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Chinese Herbal Therapy

In TCM, herbal therapies are generally formula based and single herbs are rarely used. The herbs are not simply added in a cumulative fashion. Each ingredient in the formula is carefully balanced to accentuate its strengths and reduce side effects so as to create a synergistic curing effect. This part needs extensive training and real clinical experience. Self-medication is not encouraged. Appropriate formula prescriptions based on accurate differential diagnosis can only be made by qualified clinically trained TCM practitioner. In a worst case scenario, self-prescribing of herbal medicine may be harmful or even fatal.

Although the mechanisms of how certain herbal formula works are not understood quite well, Chinese herbs have proven to be effective in treating infertility. One benefit is that they can have less accompanying adverse effects that often are present with Western pharmaceutical drugs. Herbal prescriptions may also work well as adjuvant therapy for conventional approaches too.

Herbal Regulations Treatments Based on Menstrual Cycle

TCM realized that menstruation was not simply just womb bleeding, but a surface phenomenon resulting from the physiological fluctuations inside the body. Menstruation occurs about every 28 days in women. Cyclic changes inside the body are mainly related to the kidney functions and Blood and Qi (vital energy) supplies. They regulate the production of tian-gui and the activities of the extra meridians, and lead to a natural rhythm of the menstruation cycle.

TCM physicians have identified those changes and incorporate specialty skills in identifying particular segments of the four-phase period surrounding menstruation. When the phases happen normally, the body is in its best condition to produce high quality eggs and allow an embryo to implant easily.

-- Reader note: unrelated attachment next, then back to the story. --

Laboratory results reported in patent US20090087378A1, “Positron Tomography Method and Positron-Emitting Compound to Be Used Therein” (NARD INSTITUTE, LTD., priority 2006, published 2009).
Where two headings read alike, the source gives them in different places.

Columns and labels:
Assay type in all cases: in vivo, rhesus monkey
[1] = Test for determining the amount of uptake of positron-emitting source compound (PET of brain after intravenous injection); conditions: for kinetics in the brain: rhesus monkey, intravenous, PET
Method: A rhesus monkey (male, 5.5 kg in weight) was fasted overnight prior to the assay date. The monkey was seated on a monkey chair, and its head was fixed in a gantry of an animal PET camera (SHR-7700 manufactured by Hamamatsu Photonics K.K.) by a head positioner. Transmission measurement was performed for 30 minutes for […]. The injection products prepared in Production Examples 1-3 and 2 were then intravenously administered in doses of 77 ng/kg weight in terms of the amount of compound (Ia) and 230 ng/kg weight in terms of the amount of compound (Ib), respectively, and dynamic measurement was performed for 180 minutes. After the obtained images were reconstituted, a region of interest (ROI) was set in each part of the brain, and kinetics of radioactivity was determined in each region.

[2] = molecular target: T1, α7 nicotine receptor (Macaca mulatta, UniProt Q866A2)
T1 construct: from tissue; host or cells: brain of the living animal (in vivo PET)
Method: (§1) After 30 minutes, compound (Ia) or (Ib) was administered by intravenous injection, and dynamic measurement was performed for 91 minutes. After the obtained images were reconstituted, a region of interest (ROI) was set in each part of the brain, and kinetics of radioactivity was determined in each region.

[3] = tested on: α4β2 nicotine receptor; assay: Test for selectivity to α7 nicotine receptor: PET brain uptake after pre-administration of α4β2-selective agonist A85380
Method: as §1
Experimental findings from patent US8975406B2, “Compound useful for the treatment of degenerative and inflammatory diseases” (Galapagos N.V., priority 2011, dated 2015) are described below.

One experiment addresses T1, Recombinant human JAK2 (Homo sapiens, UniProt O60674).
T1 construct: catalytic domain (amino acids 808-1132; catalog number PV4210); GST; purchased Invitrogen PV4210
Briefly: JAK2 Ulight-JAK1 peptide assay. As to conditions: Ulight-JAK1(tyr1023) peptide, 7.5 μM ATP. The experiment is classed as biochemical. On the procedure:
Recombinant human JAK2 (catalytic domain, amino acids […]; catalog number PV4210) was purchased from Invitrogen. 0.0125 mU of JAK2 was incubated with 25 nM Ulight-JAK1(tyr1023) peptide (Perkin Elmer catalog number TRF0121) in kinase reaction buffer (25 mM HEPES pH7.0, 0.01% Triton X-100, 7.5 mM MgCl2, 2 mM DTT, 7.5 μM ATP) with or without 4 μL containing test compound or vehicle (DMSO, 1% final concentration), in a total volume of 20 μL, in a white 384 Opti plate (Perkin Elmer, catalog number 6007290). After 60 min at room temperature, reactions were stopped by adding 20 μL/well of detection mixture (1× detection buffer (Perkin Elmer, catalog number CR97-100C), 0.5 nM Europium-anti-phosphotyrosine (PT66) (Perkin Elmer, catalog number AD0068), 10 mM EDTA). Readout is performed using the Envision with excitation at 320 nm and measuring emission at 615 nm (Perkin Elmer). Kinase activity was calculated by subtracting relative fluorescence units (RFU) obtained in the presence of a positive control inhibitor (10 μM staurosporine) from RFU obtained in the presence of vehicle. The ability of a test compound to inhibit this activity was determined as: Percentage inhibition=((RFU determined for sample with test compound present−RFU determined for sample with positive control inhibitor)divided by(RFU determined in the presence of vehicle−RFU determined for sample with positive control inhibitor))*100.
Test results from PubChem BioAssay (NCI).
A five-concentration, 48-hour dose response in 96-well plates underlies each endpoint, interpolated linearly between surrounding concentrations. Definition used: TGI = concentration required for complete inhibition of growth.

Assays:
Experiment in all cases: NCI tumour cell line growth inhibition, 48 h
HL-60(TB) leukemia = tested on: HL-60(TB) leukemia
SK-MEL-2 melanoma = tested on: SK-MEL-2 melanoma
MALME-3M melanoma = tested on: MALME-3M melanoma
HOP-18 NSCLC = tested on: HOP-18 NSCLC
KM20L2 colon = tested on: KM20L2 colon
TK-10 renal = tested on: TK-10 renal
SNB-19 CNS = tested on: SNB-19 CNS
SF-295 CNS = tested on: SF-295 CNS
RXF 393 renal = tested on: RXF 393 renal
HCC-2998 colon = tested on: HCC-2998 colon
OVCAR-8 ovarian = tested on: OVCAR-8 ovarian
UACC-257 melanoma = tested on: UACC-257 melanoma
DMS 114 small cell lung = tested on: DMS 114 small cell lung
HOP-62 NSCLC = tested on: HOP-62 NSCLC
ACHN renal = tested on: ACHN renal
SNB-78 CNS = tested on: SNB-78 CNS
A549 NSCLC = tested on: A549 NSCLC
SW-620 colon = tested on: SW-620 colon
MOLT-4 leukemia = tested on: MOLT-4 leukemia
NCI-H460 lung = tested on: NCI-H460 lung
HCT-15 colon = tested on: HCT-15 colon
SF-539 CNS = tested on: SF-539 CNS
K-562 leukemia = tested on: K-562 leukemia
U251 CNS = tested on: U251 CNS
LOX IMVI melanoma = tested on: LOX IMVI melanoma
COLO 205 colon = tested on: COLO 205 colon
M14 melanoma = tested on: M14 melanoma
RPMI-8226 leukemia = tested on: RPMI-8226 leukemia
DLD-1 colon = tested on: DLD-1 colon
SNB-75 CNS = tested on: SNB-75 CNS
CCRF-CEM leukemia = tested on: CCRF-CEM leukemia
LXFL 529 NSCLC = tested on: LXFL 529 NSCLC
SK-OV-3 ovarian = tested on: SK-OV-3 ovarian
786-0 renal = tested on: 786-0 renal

General guidelines for each phase are:

  • Proliferation (6th to 10th day): This period ensures the growth of the uterine membrane and development of the ovum (egg). TCM usually focuses on fortifying the liver and kidneys, invigorating the spleen and stomach in order to replenish blood and kidney essence and activate their circulation.
  • Ovulation (11th to 16th day): This period is when typically the ovum is released from the ovary. TCM usually focuses on fortifying the liver and kidneys to ensure appropriate nutrient supply, warming Yang and unblocking meridians to activate the local blood flow and remove any stasis.
  • Secretion (17th to 25th day): This period ensures the further ripening of the released follicle inside the ovary and facilitates a fertilized egg’s implantation in the thickened lining of the uterus. TCM usually focuses on warming the Yang and fortifying the kidneys to nourish the Conception and Thoroughfare Vessels.
  • Menstruation (25th to 5th day): This period usually does not need special management; however, when there are symptoms like non-smooth flow and painful menstruation, TCM will focus on harmonizing the Blood and promoting Qi (vital energy) movement.

The above techniques are used when treating ovarian or uterine problems. Herbal therapies generally have less adverse effects than conventional drug therapies and show no inhibited effect on ovary functioning for long-term use. Overall improvement on body health is attained too.


Please keep in mind that if you are undergoing hormone therapy or artificial insemination therapy, you should inform this to your physician to avoid interferences with herbal medicines.